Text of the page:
What is it?

What is gout?

Gout is a type of arthritis that causes pain and swelling in your joints, usually as flares that last for a week or two, and then go away. Gout flares often begin in your big toe or a lower limb.

Gout happens when high levels of a substance called serum urate build up in your body. When this happens, needle-shaped crystals form in and around the joint. This leads to inflammation and arthritis of the joint. However, many people with high levels of serum urate will not develop gout.

With early diagnosis, treatment, and lifestyle changes, gout is one of the most controllable forms of arthritis.

Who gets it?

Who gets gout?

Many people develop gout:

  • It is more common in men than in women.
  • Gout usually develops in middle age; women usually do not develop gout before menopause.
  • Rarely, younger people develop the disease; however, if they do, the disease tends to be worse.
What are the symptoms?

What are the symptoms of gout?

The most common symptom of gout is pain in the affected joint, such as the big toe. Gout flares often start suddenly at night, and the intense pain may wake you up. In addition, your joint may feel swollen, red, warm, and stiff.

Gout flares usually occur in one joint. They can be triggered by:

  • Certain foods.
  • Alcohol.
  • Certain medications.
  • Physical trauma.
  • Certain illnesses.

Flares typically get better over a week or two. In between flares, you usually don’t have symptoms. Some people may have frequent flares, while others may not have another flare for years. However, over time, if left untreated, your flares may last longer and happen more often.

Some people with gout may be more likely to develop other conditions or complications, especially with the heart and kidneys.

What causes it?

What causes gout?

Gout happens when urate, a substance in your body, builds up and forms needle-shaped crystals in your joints. This leads to:

  • Pain.
  • Swelling.
  • Redness
  • Changes in how you move and use the affected joint.

The following factors can make it more likely for you to develop gout:

  • High urate levels; however, not everyone who has high levels develops gout.
  • A family history of gout.
  • Being older.
  • Drinking alcohol.
  • Eating foods that are rich in purines (usually from animal sources), a substance that breaks down into urate.
  • Drinking beverages that have high-fructose corn syrup, such as soda.
  • Some health conditions, such as overweight or obesity, high blood pressure, and chronic kidney disease.
  • Some medications.
Is there a test?

Is there a test for gout?

There is no one test for gout, and its symptoms are similar to several different conditions. To see if you have gout, your health care provider may: 

  • Ask you to provide your medical history, including:
    • Your symptoms.
    • Any other medical problems you have.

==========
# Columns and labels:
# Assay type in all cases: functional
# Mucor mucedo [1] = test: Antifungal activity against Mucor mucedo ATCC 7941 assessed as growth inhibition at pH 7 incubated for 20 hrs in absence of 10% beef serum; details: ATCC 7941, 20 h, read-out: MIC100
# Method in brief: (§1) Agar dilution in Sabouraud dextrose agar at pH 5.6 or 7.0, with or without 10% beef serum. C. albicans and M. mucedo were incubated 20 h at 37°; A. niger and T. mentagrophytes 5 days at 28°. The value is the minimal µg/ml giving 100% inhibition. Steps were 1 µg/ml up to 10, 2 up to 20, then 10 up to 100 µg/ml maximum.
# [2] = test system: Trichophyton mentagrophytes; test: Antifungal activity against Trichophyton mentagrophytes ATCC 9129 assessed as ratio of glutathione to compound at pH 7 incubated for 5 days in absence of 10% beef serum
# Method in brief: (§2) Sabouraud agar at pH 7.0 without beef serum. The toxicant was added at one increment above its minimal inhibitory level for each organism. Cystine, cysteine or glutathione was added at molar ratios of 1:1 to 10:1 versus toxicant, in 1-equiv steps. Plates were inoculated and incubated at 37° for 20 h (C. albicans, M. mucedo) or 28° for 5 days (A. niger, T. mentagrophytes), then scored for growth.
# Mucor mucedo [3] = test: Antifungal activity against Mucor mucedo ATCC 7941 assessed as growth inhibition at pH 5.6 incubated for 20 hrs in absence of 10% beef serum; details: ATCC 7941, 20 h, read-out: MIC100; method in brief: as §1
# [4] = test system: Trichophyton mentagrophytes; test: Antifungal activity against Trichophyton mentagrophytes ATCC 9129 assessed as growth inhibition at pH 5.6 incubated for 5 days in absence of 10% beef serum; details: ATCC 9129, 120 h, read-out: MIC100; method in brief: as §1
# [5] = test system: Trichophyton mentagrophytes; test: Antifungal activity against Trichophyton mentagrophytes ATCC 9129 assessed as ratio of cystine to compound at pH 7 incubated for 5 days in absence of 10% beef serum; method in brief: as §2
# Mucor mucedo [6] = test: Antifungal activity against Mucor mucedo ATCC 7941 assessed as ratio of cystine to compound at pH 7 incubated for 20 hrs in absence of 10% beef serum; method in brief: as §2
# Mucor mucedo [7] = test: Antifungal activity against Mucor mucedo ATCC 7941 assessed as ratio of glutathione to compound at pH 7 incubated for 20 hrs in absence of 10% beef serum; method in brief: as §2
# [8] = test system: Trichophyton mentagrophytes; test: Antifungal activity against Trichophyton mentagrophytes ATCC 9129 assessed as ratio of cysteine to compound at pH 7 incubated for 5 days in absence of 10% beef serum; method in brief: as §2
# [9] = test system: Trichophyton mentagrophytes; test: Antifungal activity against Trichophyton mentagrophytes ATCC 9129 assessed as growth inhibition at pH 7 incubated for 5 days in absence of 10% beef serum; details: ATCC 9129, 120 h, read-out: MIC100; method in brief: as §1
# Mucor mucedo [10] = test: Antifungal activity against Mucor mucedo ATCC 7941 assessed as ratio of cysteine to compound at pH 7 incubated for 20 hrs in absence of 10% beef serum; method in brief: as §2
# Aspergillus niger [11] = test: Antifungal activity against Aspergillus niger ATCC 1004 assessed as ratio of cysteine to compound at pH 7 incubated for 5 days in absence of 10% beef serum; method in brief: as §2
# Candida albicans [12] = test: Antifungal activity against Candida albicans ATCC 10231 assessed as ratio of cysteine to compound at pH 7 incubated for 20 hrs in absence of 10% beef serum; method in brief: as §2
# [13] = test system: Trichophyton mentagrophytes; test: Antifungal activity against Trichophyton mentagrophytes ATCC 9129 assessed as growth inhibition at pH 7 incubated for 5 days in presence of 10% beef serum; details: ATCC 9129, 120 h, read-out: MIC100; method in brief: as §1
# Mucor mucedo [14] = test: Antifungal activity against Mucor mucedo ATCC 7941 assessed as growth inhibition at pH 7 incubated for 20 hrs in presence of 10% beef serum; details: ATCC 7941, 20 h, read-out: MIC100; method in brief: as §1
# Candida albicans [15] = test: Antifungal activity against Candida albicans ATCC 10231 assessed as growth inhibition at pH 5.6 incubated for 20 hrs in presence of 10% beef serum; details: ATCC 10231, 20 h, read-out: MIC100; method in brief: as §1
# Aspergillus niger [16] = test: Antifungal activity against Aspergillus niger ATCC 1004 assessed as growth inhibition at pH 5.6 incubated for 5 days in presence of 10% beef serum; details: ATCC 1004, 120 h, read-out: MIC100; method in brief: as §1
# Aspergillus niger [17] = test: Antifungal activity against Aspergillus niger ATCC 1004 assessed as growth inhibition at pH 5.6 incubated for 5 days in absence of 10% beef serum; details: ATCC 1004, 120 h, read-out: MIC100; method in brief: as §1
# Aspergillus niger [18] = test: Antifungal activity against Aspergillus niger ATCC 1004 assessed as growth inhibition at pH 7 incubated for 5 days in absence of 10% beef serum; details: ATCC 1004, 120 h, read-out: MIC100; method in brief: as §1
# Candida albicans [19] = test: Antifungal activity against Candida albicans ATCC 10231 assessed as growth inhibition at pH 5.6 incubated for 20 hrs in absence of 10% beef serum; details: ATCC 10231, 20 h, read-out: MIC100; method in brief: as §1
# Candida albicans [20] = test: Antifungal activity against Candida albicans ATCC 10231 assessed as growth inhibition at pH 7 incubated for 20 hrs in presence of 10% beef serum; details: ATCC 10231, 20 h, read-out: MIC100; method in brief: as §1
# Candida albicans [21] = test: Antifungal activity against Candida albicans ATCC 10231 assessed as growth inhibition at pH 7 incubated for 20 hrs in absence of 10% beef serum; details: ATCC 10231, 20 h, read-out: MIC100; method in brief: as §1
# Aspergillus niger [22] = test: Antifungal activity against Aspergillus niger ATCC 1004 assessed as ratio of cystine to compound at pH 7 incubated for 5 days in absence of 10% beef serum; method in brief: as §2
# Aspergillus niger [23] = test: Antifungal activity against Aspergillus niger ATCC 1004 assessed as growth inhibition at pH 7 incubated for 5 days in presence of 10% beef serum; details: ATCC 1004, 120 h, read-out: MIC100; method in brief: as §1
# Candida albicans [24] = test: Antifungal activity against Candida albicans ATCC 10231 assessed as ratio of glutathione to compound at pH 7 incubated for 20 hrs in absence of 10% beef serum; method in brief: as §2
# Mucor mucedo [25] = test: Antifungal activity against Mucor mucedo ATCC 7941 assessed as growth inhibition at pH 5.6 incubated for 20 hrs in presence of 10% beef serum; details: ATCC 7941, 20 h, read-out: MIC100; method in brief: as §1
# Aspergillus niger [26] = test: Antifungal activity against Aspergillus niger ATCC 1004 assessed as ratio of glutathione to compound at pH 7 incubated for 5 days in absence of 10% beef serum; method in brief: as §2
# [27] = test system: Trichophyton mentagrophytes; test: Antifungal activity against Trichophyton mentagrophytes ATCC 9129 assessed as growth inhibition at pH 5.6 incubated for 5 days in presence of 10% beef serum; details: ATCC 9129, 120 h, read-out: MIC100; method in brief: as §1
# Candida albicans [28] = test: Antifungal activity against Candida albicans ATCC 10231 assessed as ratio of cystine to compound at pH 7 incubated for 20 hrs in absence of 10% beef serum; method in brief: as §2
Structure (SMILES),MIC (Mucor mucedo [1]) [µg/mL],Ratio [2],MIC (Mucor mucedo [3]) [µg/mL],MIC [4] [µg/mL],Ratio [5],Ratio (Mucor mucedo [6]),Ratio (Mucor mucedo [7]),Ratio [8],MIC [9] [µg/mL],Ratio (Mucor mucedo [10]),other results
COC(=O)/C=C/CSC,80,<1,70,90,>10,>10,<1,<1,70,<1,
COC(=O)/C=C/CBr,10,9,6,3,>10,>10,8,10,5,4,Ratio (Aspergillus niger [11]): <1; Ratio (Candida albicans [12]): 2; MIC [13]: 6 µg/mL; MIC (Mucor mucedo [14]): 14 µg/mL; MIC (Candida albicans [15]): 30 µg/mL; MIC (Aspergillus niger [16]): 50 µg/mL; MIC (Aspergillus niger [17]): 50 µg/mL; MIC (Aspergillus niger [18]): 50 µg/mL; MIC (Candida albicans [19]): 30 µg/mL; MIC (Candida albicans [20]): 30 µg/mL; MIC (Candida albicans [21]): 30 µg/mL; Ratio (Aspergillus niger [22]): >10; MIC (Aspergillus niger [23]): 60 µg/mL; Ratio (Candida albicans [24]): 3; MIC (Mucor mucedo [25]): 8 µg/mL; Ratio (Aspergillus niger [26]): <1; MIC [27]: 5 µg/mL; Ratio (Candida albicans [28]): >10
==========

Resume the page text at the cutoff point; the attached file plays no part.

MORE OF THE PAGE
• Any medications you are taking.
  • Examine the affected joints.
  • Order laboratory tests, take a sample of fluid from one of your painful joints, or order imaging tests.
How is it treated?

How is gout treated?

Treatment may be different for each person. However, the goals for treating gout are the same for each person and include:

  • Reduce the pain from gout flares.
  • Prevent future flares.
  • Stop damage to your joints.
  • Care for other conditions or complications that happen with gout.

Your doctor may recommend:

  • Taking medications to manage the cause of your gout and treat active gout flares.
  • Making changes to your diet and lifestyle.
Who Treats It?

Who treats gout?

Health care providers who may provide treatment for gout include:

  • Rheumatologists, who specialize in arthritis and other diseases of the bones, joints, and muscles.
  • Dietitians, who can teach you about how to follow a healthy diet to improve your health.
  • Nurse educators, who specialize in helping people understand their overall condition and set up their treatment plans.
  • Pharmacists, who dispense medications and teach people about the medications, including the importance of taking them as prescribed.
  • Primary care providers (PCPs), such as internists, who specialize in the diagnosis and medical treatment of adults. Most people with gout are managed by their PCPs.
Living With It

Living with gout

You can do many things to help manage gout, such as:

  • Losing weight, which helps reduce urate levels and can help stop or lower the number of flares you have if you are overweight or obese.
  • Making diet changes, such as:
    • Drinking less alcohol, including nonalcoholic beer.
    • Avoiding drinks that have high-fructose corn syrup, such as soda.
    • Avoiding red meats and organ meats (liver, kidney, tongue, and sweetbreads).  
    • Avoiding seafood, such as shellfish (shrimp and lobster), sardines, and anchovies.
    • Eating a healthy and balanced diet that includes plenty of vegetables, fruits, and whole grains, as well as low-fat or fat-free dairy products, poultry, and oils.
  • Limiting foods high in saturated fats, as well as sugar-sweetened foods and drinks.
  • When you have a gout flare, you can help reduce symptoms from the flare by:
    • Putting ice on the affected area to help reduce swelling and pain.
    • Elevating the affected limb, if possible, to help reduce swelling.
    • Resting the affected joint.

Always talk with your doctor before making any changes to your diet or medications.

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